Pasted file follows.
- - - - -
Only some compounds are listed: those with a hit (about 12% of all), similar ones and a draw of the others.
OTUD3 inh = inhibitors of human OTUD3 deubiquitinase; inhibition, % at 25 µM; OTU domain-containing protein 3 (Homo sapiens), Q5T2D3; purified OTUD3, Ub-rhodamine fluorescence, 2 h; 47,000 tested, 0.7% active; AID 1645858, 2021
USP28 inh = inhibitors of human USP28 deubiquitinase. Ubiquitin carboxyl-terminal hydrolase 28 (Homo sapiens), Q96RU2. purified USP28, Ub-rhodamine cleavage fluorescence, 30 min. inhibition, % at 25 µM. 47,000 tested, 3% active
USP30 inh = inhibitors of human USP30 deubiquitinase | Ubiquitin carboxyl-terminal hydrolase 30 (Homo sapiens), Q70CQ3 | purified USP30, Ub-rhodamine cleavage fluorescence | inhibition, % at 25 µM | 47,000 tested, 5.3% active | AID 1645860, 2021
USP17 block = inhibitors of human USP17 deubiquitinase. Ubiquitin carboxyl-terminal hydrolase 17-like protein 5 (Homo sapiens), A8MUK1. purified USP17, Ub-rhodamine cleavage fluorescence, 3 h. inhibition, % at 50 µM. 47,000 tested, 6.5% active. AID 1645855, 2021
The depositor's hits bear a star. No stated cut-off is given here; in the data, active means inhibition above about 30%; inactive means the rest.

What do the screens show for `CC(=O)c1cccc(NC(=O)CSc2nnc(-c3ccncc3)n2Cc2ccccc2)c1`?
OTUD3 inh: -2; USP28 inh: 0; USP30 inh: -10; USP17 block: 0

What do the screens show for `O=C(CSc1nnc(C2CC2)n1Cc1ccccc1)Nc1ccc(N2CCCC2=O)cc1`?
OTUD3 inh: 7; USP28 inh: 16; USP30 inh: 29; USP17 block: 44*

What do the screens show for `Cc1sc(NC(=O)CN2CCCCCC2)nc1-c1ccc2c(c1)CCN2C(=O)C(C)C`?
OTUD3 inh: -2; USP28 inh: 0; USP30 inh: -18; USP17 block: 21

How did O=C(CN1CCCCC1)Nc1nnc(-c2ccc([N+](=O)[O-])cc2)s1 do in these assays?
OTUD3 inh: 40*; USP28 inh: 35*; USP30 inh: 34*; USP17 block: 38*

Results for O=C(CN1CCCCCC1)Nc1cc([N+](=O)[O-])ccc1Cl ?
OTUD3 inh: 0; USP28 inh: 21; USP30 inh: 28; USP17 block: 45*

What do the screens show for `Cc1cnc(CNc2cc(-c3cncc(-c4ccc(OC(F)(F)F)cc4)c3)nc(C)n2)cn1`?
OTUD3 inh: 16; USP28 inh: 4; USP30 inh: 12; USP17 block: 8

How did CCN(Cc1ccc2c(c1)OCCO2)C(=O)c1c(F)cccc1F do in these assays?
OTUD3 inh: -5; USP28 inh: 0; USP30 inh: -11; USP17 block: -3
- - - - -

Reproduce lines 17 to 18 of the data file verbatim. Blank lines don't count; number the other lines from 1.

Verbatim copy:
What do the screens show for `Cc1cnc(CNc2cc(-c3cncc(-c4ccc(OC(F)(F)F)cc4)c3)nc(C)n2)cn1`?
OTUD3 inh: 16; USP28 inh: 4; USP30 inh: 12; USP17 block: 8